• Gutiérrez, D., Adriaenssens, E.M., Martínez, B., Rodríguez, A., Lavigne, R., Kropinski, A.M., García, P. 2014. Three proposed new bacteriophage genera of staphylococcal phages: “3alikevirus”, “77likevirus” and “Phietalikevirus”. Archives of Virology 159: 389-398 (doi 10.1007/s00705-013-1833-1). (A) (Q3). IF: 2.390
  • Campelo, A.B., Roces, C., Mohedano, M.L., López, P., Rodríguez, A. and Martínez, B 2014. A bacteriocin gene cluster able to enhance plasmid maintenance in Lactococcus lactis. Microbial Cell Factories 13: 77. (Q1). IF: 4.221
  • Diana Gutiérrez, Patricia Ruas-Madiedo, Beatriz Martínez, Ana Rodríguez and Pilar García. (2014). Effective removal of staphylococcal biofilms by the endolysin LysH5. PLoS ONE 9 (9):e107307 (Q1). IF: 3.234
  • Rehaiem, A., Ben Belgacem, Z., Edalatian M.R., Martínez, B., Rodríguez, A., Manai, M. and Guerra, N.P. (2014). Assessment of potential probiotic properties and multiple bacteriocin encoding-genes of the technological performing strain Enterococcus faecium Food Control (doi:10.1016/j.foodcont.2013.09.044) (Q1) IF: 2.806
  • Rodríguez-Rubio, L., García, P., Rodríguez, A., Billington, C., Hudson, J.A. and Martínez, B. (2015). Listeriaphages and coagulin C23 act synergistically to kill Listeria monocytogenes in milk under refrigeration conditions. International Journal of Food Microbiology 205: 68-72. doi: 10.1016/j.ijfoodmicro.2015.04.007 (Q1) IF: 3.445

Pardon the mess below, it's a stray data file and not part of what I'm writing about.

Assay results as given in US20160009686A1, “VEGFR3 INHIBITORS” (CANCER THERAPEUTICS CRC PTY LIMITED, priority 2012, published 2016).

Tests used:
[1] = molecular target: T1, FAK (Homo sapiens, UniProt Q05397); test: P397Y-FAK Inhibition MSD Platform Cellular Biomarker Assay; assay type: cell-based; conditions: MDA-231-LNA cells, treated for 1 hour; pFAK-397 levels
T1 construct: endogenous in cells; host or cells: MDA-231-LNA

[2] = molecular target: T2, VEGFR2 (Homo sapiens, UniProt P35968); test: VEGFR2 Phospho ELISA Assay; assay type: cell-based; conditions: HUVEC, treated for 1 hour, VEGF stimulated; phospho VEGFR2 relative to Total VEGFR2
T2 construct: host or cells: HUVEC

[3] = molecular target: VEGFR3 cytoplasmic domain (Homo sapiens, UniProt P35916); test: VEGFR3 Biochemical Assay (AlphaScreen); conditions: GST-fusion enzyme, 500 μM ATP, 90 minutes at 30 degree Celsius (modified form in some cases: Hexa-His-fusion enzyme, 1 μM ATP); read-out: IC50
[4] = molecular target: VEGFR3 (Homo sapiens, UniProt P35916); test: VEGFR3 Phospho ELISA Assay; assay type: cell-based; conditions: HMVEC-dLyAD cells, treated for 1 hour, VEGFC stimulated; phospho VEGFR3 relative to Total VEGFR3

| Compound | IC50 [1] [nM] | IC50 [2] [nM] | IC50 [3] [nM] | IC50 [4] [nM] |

• Milioni, B. Martínez, S. Degl’Innocenti, B. Turchi, F. Fratini, D. Cerri, R. Fischetti. (2015). A novel bacteriocin produced by Lactobacillus plantarum LpU4 as a valuable candidate for biopreservation in artisanal raw milk cheese. Dairy Science and Technology 95: 479–494 (Q3) IF: 1.435
  • Diana Gutiérrez, DieterVandenheuvel, Beatriz Martínez, Ana Rodríguez, Rob Lavigne and Pilar García. Two phages, phiIPLA-RODI and phiIPLA-C1C, lyse mono- and dual-staphylococcal biofilms. Applied and Environmental Microbiology 81: 3336-3348. doi:10.1128/AEM.03560-14. (Q1) IF: 3.823
  • Diana Gutiérrez, Yves Briers, Lorena Rodríguez-Rubio, Beatriz Martínez, Ana Rodríguez, Rob Lavigne and Pilar García. (2015). Role of the pre-neck appendage protein (Dpo7) from phage vB_SepiS-phiIPLA7 as an anti-biofilm agent in staphylococcal species. Frontiers in Microbiology 6: 1315 (doi: 10.3389/fmicb.2015.01315) (Q1) IF: 4.165
  • Roces, C., Campelo, A.B., Escobedo, S., Wegmann, U., García, P., Rodríguez, A. and Martínez, B. (2016). Reduced binding of the endolysin LysTP712 to Lactococcus lactis ΔftsH contributes to phage resistance. Frontiers in Microbiology 7: 138 (doi: 10.3389/fmicb.2016.00138) (Q1) IF: 4.076